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Amcor’s new recyclable high barrier packaging replaces PET and Aluminium layers to reduce the designs overall carbon footprint by 64%.

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Amcor has announced the launch of its new AmLite highly recyclable packaging!


This new high barrier packaging is the first in a line of more sustainable polyolefin based packaging film products. 


The new high barrier laminate is suitable for packaging a range for food products as well as pharmaceuticals and medical devices. 


Polyolefin, the main component can also be recycled in existing processing streams. 


This new product has been in development since as early as 2015 with the goal of providing barrier packaging films that are essentially metal free but perform just as well as other metallized film products. 


It is hoped this new development will significantly reduce the carbon footprint for both Amcor and their end users. 


Much research and development has gone into the new line. It is the final product to culminate from several years worth of work following Amcors decision to make all its packaging films recyclable by the year 2025!


.The new high barrier packaging can easily be used on existing filling & heat sealer machines whilst helping to solve the sustainability challenges that are faced by companies of all sizes. Indeed manufacturers of all shapes and sizes are now facing both legislation from government and also changing consumer demands and opinion.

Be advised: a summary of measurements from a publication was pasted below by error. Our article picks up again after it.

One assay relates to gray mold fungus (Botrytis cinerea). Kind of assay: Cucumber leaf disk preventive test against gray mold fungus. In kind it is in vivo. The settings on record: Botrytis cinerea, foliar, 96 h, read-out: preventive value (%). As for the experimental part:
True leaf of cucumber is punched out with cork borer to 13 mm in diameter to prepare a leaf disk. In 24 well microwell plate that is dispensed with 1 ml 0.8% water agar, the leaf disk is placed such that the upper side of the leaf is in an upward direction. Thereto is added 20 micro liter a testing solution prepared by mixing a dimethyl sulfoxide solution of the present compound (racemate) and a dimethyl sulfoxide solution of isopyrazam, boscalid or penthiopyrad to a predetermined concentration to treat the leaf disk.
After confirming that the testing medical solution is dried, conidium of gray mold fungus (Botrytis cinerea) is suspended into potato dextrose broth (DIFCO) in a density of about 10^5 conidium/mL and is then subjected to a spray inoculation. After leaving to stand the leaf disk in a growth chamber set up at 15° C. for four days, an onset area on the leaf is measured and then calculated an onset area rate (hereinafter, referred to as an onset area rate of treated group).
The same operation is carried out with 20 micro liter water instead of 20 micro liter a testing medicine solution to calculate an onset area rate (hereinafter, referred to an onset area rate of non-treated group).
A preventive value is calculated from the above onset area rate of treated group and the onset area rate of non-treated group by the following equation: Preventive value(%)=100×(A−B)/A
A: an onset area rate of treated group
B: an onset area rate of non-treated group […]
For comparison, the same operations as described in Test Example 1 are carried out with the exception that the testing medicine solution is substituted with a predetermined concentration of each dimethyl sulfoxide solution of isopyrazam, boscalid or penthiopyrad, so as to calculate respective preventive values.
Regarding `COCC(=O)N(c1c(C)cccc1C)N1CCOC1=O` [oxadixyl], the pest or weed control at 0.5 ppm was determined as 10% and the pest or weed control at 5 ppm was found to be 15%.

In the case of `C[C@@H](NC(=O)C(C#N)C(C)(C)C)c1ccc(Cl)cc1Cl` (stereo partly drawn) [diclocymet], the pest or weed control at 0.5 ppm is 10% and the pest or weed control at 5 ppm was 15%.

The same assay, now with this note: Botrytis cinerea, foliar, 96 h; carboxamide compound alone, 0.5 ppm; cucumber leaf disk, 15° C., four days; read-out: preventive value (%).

Amcor has stated that AmLite can be used in a variety of format and deliveries including – 



Amcor’s customers will be able to move to this new recyclable packaging solution with relative ease.


Still though it represents a major shift in that it is well known that high barrier packaging is notoriously hard to recycle!


Amcor’s development team got around this by replacing the PET layer that existed in their original AmLite packaging with its innovative high barrier OPP film. 


The overall carbon footprint is drastically reduced by using a ultra thin clear barrier layer that replaced aluminium and metallized layers. This change plus the recyclable nature of the film reduces the packaging’s carbon footprint by an impressive 64%!


Some supermarkets are already ready to be early adopters of this new packaging with broader customer trials expected to happen during summer 2019!